In my previous posts, I blogged about the history of the library and it’s beautiful architecture. I want to touch on some of the contents this time.
Utica, NY, is home to an unusually large number of prominent people, in particular, statesmen who went on to help form our nation during its “Manifest Destiny” era (1830s to 1910s). The library has several dedicated works in honor of these statesmen. The most notable is the bust of James Schoolcraft Sherman, who served in Congress, and as Vice President of the United States under President William Taft. He is buried in Forest Hill Cemetery, which I visited. You can read my post about it here. Sherman’s relatives still live in this area. Sherman’s boyhood home, a lovely house on Rutger Street (if I remember correctly), was torn down a few decades ago, a victim of urban plight.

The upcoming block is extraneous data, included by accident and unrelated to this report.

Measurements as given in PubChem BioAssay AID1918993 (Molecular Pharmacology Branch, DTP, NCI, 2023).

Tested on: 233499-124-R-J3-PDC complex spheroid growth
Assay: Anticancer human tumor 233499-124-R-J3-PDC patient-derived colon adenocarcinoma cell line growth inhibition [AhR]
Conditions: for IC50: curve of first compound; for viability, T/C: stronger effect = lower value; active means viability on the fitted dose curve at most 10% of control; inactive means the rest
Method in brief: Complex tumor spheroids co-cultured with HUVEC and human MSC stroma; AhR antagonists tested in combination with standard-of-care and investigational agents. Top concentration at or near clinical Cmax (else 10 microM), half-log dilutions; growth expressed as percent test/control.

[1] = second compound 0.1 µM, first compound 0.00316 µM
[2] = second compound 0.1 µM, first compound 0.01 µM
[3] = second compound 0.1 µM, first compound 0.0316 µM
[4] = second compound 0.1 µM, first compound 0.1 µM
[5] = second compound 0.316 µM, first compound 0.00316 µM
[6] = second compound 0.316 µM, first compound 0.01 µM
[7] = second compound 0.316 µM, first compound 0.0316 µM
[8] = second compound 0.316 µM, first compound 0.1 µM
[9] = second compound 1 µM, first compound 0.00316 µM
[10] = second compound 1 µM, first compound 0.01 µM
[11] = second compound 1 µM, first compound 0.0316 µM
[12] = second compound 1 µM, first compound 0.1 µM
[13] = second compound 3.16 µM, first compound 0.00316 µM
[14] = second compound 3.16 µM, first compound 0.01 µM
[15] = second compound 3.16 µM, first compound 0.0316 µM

Roscoe Conkling was an eminent Congressman and Senator (he was born in Albany but resided and practiced law in Utica). He served as mayor of Utica in 1858 before serving his terms in both branches of the U.S. Congress during and after the Civil War. Conkling has a lovely park in his name. We visited it, here.
The next painting is my favorite. It done by Frederick Coffay Yohn and named “General Herkimer Directing the Battle of Oriskany.” I love it.
And as expected, I’ve written about the great General Nicholas Herkimer, mortally wounded at this battle, here. I’ve also written quite a bit about the Battle of Oriskany, the “bloodiest battle of the American Revolution.” You can read about it here.
Utica is an area heavily steeped in tradition and history. Stay tuned, I’ll be posting about another place we visited!